The problem with specialization

Chess players and golfers might benefit from an early, singular focus. Most people don’t.

We generally assume that the best way to make a contribution to our increasingly complex world is to specialize: choose an area of expertise, preferably at a young age, and focus on it exclusively for an extended period. In Outliers, Malcolm Gladwell famously observed that people who accomplish great things are those who devote 10,000 hours to the practice of a discipline. According to this theory, the Beatles were able to become the greatest band in history because early in their careers they clocked something like 10,000 hours playing into the wee hours every night in Hamburg. Similarly, Bill Gates got a jump on other innovators in his field by logging thousands of hours at the computer beginning in his teen years.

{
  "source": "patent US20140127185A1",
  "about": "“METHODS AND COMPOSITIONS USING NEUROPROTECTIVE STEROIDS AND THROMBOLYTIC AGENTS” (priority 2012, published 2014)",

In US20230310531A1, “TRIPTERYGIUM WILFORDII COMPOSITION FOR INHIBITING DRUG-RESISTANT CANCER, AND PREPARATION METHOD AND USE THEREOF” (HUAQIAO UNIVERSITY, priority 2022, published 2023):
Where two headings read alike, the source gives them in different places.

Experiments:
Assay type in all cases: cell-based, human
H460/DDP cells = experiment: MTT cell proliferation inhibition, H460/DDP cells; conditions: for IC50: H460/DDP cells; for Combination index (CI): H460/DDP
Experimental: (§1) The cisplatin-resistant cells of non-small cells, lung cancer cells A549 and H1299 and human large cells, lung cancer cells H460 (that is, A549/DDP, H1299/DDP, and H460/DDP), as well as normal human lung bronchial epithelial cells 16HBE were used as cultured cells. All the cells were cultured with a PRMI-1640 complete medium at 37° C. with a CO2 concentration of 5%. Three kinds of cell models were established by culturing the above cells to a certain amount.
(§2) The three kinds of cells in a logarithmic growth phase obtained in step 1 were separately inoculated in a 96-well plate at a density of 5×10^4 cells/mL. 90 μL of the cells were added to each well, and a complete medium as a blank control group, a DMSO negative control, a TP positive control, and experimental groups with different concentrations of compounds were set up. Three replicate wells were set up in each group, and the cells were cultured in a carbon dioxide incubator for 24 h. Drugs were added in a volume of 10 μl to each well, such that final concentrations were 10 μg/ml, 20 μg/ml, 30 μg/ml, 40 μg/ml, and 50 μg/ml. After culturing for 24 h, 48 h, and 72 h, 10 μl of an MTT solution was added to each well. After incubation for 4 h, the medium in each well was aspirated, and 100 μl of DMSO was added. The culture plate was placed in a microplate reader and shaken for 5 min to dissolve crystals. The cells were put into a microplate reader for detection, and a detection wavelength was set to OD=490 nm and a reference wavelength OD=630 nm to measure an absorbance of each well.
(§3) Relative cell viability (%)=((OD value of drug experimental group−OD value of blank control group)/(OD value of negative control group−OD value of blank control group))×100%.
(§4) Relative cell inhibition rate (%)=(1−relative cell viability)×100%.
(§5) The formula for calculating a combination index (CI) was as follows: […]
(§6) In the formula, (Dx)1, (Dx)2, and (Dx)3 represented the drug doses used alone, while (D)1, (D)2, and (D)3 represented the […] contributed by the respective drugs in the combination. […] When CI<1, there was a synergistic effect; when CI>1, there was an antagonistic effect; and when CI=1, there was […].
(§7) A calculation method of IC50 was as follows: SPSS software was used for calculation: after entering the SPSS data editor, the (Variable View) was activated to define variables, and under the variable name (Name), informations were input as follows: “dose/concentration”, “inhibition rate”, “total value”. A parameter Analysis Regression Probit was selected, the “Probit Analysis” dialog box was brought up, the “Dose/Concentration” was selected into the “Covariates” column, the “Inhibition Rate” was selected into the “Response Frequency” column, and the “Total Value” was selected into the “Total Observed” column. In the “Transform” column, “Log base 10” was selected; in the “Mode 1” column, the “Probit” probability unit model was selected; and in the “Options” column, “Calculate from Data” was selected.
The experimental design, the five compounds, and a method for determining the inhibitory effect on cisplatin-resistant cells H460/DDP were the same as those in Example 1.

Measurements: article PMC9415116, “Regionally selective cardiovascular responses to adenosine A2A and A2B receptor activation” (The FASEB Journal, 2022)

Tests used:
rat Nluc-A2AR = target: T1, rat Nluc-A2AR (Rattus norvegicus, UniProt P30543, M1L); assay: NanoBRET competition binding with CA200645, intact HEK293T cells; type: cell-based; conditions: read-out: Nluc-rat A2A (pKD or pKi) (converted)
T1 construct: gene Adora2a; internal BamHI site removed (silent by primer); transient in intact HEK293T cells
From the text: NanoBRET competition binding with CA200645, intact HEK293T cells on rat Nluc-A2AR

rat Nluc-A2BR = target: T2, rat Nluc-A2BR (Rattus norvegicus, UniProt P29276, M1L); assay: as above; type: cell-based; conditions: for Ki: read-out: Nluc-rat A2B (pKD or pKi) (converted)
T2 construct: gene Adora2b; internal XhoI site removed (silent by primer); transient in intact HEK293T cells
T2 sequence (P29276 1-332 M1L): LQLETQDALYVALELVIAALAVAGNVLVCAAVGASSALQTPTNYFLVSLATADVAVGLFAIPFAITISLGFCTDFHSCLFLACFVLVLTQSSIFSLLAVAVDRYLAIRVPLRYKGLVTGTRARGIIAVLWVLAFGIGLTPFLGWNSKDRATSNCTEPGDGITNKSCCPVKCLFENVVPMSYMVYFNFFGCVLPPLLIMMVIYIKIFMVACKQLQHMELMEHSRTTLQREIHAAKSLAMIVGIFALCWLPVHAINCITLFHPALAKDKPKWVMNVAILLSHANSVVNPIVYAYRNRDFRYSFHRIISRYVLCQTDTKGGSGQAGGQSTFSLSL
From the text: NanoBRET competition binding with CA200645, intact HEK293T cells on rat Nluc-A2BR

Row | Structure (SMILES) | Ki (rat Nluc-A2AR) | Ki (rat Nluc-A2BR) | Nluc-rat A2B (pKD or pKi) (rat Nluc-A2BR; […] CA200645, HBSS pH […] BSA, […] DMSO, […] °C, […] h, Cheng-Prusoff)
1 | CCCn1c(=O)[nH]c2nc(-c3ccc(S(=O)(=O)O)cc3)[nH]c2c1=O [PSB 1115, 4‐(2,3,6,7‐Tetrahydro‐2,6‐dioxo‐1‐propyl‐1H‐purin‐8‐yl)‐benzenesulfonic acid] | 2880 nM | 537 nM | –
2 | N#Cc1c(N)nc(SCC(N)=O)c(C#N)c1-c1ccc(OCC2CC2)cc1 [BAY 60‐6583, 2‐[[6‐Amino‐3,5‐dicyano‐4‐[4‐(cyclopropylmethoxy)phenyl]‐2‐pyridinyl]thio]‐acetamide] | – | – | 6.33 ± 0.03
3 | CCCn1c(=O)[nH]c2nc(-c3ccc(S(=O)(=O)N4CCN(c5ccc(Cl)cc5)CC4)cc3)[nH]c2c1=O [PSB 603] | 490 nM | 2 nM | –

David Epstein’s critique of specialization begins with what he calls the “cult of the head start.” Epstein started as a sportswriter, so it is not surprising that he begins his argument by contrasting the development of two athletes who became recognized as the best in their respective sports.

Tiger Woods’s story has been so often told that it emblemizes how to develop a particular skill to the point of near perfection. Films show that Woods had a mature golf swing at the age of two. Woods’s father, seeing his son’s promise, ensured that Tiger practiced countless hours to perfect his swing. Woods had prodigious talent, but the key to its development was his singular focus. He dedicated himself early and completely to becoming the best golfer in the world.